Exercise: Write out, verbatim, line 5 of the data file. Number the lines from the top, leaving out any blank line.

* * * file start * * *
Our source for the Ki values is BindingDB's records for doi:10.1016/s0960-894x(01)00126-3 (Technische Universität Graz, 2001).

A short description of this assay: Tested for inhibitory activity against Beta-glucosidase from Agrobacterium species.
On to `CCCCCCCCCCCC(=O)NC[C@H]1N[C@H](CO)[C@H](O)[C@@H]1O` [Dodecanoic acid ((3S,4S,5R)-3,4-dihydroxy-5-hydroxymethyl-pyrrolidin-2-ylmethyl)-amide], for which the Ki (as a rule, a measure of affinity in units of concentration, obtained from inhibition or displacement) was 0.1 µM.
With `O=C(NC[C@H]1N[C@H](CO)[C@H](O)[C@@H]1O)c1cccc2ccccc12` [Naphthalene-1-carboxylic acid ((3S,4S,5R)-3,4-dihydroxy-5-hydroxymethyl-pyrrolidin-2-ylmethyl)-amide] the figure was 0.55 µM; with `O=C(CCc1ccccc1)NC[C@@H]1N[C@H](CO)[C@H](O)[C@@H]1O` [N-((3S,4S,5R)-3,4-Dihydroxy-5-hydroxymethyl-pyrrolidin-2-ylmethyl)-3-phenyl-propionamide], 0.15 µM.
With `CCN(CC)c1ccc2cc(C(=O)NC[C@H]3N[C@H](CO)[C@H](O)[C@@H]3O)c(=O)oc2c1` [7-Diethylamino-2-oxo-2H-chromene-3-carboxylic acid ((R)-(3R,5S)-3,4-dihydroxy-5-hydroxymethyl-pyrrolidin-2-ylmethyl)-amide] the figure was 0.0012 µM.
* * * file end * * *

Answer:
With `CCN(CC)c1ccc2cc(C(=O)NC[C@H]3N[C@H](CO)[C@H](O)[C@@H]3O)c(=O)oc2c1` [7-Diethylamino-2-oxo-2H-chromene-3-carboxylic acid ((R)-(3R,5S)-3,4-dihydroxy-5-hydroxymethyl-pyrrolidin-2-ylmethyl)-amide] the figure was 0.0012 µM.